Transcript: Charlie Gibson Interviews President Bush

BUSH: I keep recognizing we're in a war against ideological thugs and keeping America safe.

GIBSON: How about you? Greatest feeling of accomplishment as First Lady?

MRS. BUSH: Well, for him, one great feeling of accomplishment of his that I appreciate is the liberation of Afghanistan, and the fact that girls are in school in Afghanistan, and women can walk on the streets without a male escort. And it's still tough there, and we read about it every day. But I've met a lot of women from Afghanistan, both on my visits there, and women who come through the United States studying to be teachers, or working with judges, the women judges, or the parliamentarians that come through, and that's a -- I think that's a huge accomplishment. It's life-changing for the women who live there.

GIBSON: Was there one moment --

BUSH: May I talk about her accomplishment, please?

GIBSON: Sure, sure.

BUSH: I think her greatest accomplishment is that she was able to lift the spirits of a lot of people, whether it be activists in Burma, women in Afghanistan, teachers in America -- that she came and seized the moment, and has been a fabulous First Lady.

MRS. BUSH: Thank you. GIBSON: High point of the eight years? The one moment when this all felt the best?

BUSH: You know, it's -- I would say maybe the 2004 inauguration, because I had a difficult first-term presidency -- not such an easy one second term, either, by the way -- but I had taken my message to the American people, campaigned hard, in a race that, frankly, I wasn't expected to win; won; and then was able to go in front of the American people again, thank them for their confidence, and start a second term.

GIBSON: How about for you? One moment?

MRS. BUSH: Well, there have been lots of moments, so many moments. It's hard to say just one. Being able to represent the United States in Africa on the five different trips I was able to make there, and see people who literally had come back from the dead because the American people funded antiretrovirals for them, had what's called the "Lazarus effect," and had been dying from AIDS and now are productive. Those were always wonderful moments to be able to see that.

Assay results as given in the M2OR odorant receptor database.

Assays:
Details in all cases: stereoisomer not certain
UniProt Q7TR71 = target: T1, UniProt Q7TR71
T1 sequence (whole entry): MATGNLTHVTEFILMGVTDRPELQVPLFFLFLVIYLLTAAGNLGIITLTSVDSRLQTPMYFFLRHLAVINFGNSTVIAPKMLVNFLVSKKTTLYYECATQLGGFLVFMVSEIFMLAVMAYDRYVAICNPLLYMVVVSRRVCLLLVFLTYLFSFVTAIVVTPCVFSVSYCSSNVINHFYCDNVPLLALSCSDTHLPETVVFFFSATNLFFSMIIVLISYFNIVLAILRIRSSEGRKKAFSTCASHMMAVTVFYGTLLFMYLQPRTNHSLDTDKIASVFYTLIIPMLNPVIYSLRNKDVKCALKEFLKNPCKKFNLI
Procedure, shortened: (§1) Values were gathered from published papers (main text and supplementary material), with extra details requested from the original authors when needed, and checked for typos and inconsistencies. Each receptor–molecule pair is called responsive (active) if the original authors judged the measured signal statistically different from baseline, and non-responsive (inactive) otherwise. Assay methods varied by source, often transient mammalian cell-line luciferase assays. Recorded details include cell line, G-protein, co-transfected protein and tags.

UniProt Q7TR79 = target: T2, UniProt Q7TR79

GIBSON: Greatest disappointment?

BUSH: Well, I mentioned one, and that is no weapons of mass destruction. I think another -- in Iraq. I think another great disappointment was not getting immigration reform done. I firmly believe that the immigration debate really didn't show the true nature of America as a welcoming society. I fully understand we need to enforce law and enforce borders. But the debate took on a tone that undermined the true greatness of America, which is that we welcome people who want to work hard and support their families.

GIBSON: Did the country disappoint you in its reaction to that issue?

BUSH: No, not really. What was interesting was, is that the issue was very hot for a period of time; then the primaries ended and it wasn't much of an issue in the general election. It -- listen, immigration is a highly emotional issue. It's always been a highly emotional issue throughout our history. I was disappointed we didn't get a bill out of Congress. That's where I was disappointed.

GIBSON: How about you? One thing you'd have liked to have done as First Lady that perhaps didn't get done?

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